Photo courtesy of The Herald News.
Lewis University dedicates a Veterans Plaza to honor all U.S. Veterans who served at anytime in defense of their nation.
Lewis’ Office of Veterans Affairs and Recruitment provides student veterans, current military personnel and members of military families with resources to show how to take full advantage of their military benefits and other academic benefits. University counselors ensure military students are earning maximum benefits, such as those provided by the U.S. Department of Veterans Affairs through the college’s Yellow Ribbon Program.
Lewis has maintained a long relationship with the military and, in doing so, has tailored many educational services to meet the needs of service members who chose to continue or begin their education.
Yet, these services don’t stop at financial aid assistance. The Office of Veterans Affairs and Recruitment on campus provides programs that aid student veterans in their transition to civilian life.
Program Director, Lt. Col. Roman Ortega described some of these programs, including the Lewis University Student Veterans of America chapter, which promotes a close community of student veteran fellowship. He also discussed the Veterans Affairs Advisory Committee faculty and students who address veterans’ issues at Lewis and the Veteran Peer-to-Peer Mentor Program.
“In the Veteran Peer-to-Peer Mentor Program, we assign student veterans who are excelling here at the university, typically juniors or seniors, and assign them to an undergraduate student,” said Ortega. “We train the mentor to identify situations the mentee may need to be guided through, whether it be everyday experiences, resources they can take advantage of that the university provides for them or just aiding them in their transition to Lewis University.”
Ortega argues that Lewis’ high standings in military and veteran-friendly polls is due in part to the quality of education at Lewis, according to certain metrics. These metrics include veteran retention rates, graduation rates, career attainment rates and the number of available programs. “I think it’s the university as a whole. We’re innovative in our programming; we don’t just offer one program, we offer a range of programs,” said Ortega.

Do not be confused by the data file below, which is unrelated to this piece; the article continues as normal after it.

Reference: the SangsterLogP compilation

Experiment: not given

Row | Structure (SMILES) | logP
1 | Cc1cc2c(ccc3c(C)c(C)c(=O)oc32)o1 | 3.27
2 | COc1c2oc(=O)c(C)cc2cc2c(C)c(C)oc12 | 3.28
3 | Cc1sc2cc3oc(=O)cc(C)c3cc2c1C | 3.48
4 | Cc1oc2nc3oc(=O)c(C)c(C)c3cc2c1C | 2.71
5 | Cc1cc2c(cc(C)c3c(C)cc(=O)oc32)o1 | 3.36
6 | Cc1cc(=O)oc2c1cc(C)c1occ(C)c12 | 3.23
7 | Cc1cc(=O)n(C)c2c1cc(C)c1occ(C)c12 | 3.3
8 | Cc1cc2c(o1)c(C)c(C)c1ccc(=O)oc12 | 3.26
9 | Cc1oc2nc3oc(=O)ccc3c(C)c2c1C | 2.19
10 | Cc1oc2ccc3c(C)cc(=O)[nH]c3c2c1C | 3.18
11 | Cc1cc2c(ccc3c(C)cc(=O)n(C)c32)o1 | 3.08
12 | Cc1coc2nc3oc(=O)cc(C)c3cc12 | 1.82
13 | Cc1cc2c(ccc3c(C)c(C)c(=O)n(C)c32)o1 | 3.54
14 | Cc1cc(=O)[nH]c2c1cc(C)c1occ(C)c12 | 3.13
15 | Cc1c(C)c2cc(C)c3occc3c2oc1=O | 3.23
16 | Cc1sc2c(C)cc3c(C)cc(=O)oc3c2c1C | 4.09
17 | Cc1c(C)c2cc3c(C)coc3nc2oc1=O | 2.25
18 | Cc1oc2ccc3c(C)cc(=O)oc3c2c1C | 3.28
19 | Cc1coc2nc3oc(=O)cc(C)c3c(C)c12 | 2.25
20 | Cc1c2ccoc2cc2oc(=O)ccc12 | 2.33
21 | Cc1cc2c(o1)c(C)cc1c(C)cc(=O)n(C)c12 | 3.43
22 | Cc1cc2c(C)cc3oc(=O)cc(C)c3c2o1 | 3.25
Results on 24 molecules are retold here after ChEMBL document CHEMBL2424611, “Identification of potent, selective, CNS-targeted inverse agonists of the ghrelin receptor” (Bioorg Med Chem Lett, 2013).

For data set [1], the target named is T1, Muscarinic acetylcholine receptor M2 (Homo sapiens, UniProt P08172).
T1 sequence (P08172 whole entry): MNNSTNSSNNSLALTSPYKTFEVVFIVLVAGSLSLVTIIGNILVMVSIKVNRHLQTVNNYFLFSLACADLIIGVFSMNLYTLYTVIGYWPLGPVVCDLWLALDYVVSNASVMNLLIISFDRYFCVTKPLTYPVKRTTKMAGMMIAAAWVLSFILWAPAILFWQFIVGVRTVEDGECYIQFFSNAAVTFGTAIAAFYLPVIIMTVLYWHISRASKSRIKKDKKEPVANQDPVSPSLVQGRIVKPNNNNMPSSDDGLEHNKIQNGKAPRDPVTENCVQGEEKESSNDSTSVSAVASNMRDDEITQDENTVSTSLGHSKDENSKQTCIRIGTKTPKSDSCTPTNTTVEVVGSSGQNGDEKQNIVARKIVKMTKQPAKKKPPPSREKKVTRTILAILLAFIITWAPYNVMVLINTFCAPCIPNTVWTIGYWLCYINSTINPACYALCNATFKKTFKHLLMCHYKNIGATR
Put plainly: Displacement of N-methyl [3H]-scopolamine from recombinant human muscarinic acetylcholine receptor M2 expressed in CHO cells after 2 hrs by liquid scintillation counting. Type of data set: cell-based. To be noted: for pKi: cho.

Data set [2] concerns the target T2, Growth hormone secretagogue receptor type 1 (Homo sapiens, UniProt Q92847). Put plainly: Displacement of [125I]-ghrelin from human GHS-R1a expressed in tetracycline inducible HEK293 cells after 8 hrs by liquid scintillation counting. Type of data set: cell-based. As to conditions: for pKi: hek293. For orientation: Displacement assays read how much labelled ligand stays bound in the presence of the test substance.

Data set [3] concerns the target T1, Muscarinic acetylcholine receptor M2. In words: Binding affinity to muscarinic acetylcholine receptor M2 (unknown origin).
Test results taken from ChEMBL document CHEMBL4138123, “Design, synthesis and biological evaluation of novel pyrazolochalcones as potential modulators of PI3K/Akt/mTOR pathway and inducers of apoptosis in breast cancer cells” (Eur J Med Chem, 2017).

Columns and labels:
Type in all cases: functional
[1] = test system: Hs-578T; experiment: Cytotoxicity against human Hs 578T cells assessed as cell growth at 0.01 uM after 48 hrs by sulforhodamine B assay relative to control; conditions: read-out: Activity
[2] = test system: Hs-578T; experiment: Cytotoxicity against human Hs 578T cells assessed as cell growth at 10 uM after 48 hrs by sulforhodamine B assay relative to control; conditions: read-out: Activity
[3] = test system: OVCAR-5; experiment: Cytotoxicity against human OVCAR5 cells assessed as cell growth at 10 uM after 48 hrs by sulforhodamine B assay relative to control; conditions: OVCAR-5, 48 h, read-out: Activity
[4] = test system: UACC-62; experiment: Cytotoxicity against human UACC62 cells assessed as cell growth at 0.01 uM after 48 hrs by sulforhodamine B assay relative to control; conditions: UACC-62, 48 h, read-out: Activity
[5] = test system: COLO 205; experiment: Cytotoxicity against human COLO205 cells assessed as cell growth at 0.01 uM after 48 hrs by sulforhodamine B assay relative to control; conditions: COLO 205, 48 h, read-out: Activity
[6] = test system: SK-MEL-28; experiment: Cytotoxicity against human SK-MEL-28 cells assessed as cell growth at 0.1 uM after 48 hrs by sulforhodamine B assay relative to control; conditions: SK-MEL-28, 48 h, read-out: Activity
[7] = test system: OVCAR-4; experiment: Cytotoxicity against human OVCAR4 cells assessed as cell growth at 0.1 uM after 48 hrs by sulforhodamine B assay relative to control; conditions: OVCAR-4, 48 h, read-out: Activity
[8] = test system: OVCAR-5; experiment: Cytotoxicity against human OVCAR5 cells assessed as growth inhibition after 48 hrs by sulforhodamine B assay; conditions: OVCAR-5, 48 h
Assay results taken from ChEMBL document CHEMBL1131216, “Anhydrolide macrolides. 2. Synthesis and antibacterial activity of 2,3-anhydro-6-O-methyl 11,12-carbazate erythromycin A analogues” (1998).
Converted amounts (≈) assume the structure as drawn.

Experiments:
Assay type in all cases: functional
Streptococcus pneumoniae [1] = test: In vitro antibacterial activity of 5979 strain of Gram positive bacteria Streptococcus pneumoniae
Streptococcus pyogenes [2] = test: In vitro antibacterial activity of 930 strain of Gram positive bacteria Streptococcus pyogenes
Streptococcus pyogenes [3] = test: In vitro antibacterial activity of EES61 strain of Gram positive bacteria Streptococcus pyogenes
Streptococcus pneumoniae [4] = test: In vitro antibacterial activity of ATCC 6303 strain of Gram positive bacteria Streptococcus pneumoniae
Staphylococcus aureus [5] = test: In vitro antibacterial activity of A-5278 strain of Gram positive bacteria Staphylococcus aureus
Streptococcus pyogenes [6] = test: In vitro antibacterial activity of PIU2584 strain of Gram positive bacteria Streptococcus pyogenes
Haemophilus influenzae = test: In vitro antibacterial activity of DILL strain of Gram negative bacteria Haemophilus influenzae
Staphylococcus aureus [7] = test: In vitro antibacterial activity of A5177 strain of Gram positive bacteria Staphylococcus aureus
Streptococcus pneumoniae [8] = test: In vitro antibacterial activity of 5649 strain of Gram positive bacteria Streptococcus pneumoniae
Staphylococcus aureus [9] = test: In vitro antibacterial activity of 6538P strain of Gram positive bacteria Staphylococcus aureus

When it comes to innovative programing, the Office of Veterans Affairs and Recruitment boasts that qualified post-9/11 veterans can enroll in over 100 approved education programs with no tuition payments, including a variety of aviation degrees.
Some other programs that boost Lewis’ status as a top military-friendly school include the Bridges to Employment Program, which builds connections between veterans and employers and increases their chances of success in the workforce.
Outside of providing for military students, the staff at Lewis’ Office of Veterans Affairs and Recruitment have been leaders for endorsing assistance for veterans at four-year colleges in Illinois and beyond.
In his role as the president, CEO and originator of his nonprofit the Student Veterans of America group in Illinois, Ortega creates an impact for veterans attending schools and training programs throughout Illinois. His work with the nonprofit, as well as his role on the Illinois Veterans Advisory Committee, has enabled him to broaden veterans’ opportunities to receive grants, expand university programming, build veteran networks and advocate for veterans with legislatures at the state and federal levels.
When talking about his nonprofit work, Ortega discussed how it reflected his values alongside Lewis’ mission. “I believe it showcases the dedication Lewis University has to supporting veterans that they allow me to work simultaneously with this non-profit,” said Ortega. “We are here to serve; we come with open arms to support our military students and the Lewis community at large.”
He also expressed how providing for our veterans and concerning ourselves with their issues has an impact outside of our university. “It shows how much Lewis is committed to the ecosystem surrounding military education,” said Ortega. “If schools don’t unite and have a collaborative community between them, military students are going to fail.”
He referred to the Navy proverb, “a rising tide lifts all boats,” which presents the idea that improvements to the general network of veterans will impact all education opportunities provided to veterans at four-year universities throughout Illinois. If the Lewis Office of Veterans Affairs and Recruitment can encourage legislatures and other programs to tackle some of the issues veterans face in education, they can help military students succeed nationwide.